Dream Shard Blog: The Scintillating Adventures of Our Household

Choose a Topic:

Feb '11

Wes Reading

About a year ago Wesley’s speech therapist mentioned she had attended a workshop where a woman presented a program about how to use flashcards to teach young children to read. Our therapist said it wasn’t the same as, but was similar to, this book (and other books like it; there are several):

Our therapist said she went with great skepticism, but while there she met parents of some special needs kids she had worked with when they were in the same program Wes was in. And the parents said the reading program worked. The more our therapist listened, the more she started to think that maybe the lady was onto something.

At the time when she told me this I went to the library and checked out the book she recommended. I can’t remember if it’s the same one pictured above. I didn’t read it. Wes was only two and, given where he was at with his speech, I couldn’t comprehend me needing to know anything about how to help him with reading yet. It seemed so far in the future.

Fast forward to now, when Wes is three and in love with letters. We sing and sign the alphabet song when we change diapers, when we’re in the car, when we’re doing anything, really. He likes the Super Why program on PBS that features letters and reading.

Last weekend John and I were casually talking about Wesley’s interest in letters, and he suggested I make some flashcards with words on them. I remembered the reading program the therapist had mentioned. Like I said, I kind of blew it off at the time, but I did remember that one of the keys was writing the words in red. So I made ten flashcards out of card stock and red marker. They featured the words Mom, Dad, Stop, Go, Bus, School, Milk, Red, Sock, and Shoe.

The only other thing I remembered about the program is that it recommended flipping through the flashcards with your kid a few times a day. Just say each one once, and then you’re done.

So I did this. Wes liked it so much that once was never enough. We’d do them again and again.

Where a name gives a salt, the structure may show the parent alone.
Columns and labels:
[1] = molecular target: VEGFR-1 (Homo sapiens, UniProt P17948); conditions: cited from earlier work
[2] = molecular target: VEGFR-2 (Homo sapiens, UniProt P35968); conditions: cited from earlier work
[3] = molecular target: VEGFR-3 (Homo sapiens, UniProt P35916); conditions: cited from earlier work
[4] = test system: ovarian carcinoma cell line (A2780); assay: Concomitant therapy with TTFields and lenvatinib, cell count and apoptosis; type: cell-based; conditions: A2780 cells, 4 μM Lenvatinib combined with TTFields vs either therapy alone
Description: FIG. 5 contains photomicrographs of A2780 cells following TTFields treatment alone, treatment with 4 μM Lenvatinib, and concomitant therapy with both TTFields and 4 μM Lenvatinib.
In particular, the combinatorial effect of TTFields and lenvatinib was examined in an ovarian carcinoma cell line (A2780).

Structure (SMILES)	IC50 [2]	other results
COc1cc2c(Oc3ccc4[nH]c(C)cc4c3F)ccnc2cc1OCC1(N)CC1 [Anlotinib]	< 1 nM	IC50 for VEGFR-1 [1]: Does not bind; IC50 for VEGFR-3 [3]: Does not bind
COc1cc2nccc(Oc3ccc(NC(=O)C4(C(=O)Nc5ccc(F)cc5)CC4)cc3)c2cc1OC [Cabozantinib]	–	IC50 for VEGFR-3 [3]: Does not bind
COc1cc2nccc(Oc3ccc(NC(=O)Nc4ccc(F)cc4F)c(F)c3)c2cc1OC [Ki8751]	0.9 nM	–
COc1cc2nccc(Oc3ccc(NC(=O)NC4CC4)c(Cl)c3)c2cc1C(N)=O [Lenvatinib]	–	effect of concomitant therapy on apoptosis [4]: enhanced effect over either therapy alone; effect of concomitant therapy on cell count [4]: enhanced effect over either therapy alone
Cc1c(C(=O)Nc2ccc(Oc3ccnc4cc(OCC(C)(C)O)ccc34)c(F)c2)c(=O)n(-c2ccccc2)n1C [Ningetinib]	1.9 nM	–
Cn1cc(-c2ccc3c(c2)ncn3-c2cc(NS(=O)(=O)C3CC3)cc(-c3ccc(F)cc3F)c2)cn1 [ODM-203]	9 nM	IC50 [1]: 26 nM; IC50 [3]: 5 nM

After a few days I realized he was starting to say the word before I did. I was shocked and amazed! The first time Wes did this I looked over at John, who was watching TV, and said, “Did you hear that? Wes knows the word ‘bus’!” To which John shrugged and said, “Yeah, I know.” Like this was old news. Apparently I was the last to know.

It’s been two weeks since we started the flashcards. We don’t do it every day, but as often as I remember.

Here we are this morning reading the cards together.

He gets most of the words. With the words he knows he usually will accompany saying the word along with making the sign.


3 Responses to “Wes Reading”

  1. tara72 Says:

    oh my gosh, that is FANTASTIC!! what a big boy!! I love it! I should do that with Savannah (though I wouldn’t know what words to do). great job Shan and Wes!!

  2. jemima35 Says:

    Brilliant! I love seeing videos of Wes, he is so handsome! Do children with Down Syndrome always learn to read by recognition or by phonics? Jack is a little young to be reading but I want to know the best ways to do things now, I really want to learn makaton sign language, but want to make sure I get it right so when he goes to school he doesnt get confused!x

  3. shannon Says:

    I don’t know what the typical mode of learning is for reading. I’m such a beginner at this! This is the first time I’ve heard of Makaton sign language. If you end up using it please let me know how it works for Jack. My husband was anti-sign language for babies before we had Wes. He thought it would be confusing to babies and discourage them from speaking. But then we had Wes, and sign language was the best option to get some communication established. And it really hasn’t slowed him down at all. It’s helped him learn faster because he can communicate better. So I’m all for sign language.

    I introduced some new word cards to Wes this week. He is obviously basing his recognition on the first and last letters of the words. He gets similar words confused. Like “blue” and “bus”–I think he’s just looking at the “B.” Same with “school” and “shoe.” But, really, I’m still so proud of him. It’s still tremendous progress. He’s so smart!

Leave a Reply

You must be logged in to post a comment.